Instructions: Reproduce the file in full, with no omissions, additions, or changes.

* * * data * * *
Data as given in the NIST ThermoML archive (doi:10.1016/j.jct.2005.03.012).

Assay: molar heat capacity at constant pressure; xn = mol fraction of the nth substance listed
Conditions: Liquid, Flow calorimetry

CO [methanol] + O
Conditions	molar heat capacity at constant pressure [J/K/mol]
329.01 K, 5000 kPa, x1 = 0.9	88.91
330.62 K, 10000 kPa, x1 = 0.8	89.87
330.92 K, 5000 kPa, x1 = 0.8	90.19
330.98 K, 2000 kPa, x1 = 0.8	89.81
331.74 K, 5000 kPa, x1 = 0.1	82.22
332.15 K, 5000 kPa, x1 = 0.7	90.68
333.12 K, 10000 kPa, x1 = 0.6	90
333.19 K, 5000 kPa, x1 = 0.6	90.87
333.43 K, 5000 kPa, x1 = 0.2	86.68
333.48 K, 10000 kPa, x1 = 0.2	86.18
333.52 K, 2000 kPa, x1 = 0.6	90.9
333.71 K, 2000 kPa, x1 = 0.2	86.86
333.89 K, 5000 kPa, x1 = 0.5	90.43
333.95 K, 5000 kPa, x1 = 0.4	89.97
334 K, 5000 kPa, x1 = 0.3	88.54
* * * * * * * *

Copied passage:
Data as given in the NIST ThermoML archive (doi:10.1016/j.jct.2005.03.012).

Assay: molar heat capacity at constant pressure; xn = mol fraction of the nth substance listed
Conditions: Liquid, Flow calorimetry

CO [methanol] + O
Conditions	molar heat capacity at constant pressure [J/K/mol]
329.01 K, 5000 kPa, x1 = 0.9	88.91
330.62 K, 10000 kPa, x1 = 0.8	89.87
330.92 K, 5000 kPa, x1 = 0.8	90.19
330.98 K, 2000 kPa, x1 = 0.8	89.81
331.74 K, 5000 kPa, x1 = 0.1	82.22
332.15 K, 5000 kPa, x1 = 0.7	90.68
333.12 K, 10000 kPa, x1 = 0.6	90
333.19 K, 5000 kPa, x1 = 0.6	90.87
333.43 K, 5000 kPa, x1 = 0.2	86.68
333.48 K, 10000 kPa, x1 = 0.2	86.18
333.52 K, 2000 kPa, x1 = 0.6	90.9
333.71 K, 2000 kPa, x1 = 0.2	86.86
333.89 K, 5000 kPa, x1 = 0.5	90.43
333.95 K, 5000 kPa, x1 = 0.4	89.97
334 K, 5000 kPa, x1 = 0.3	88.54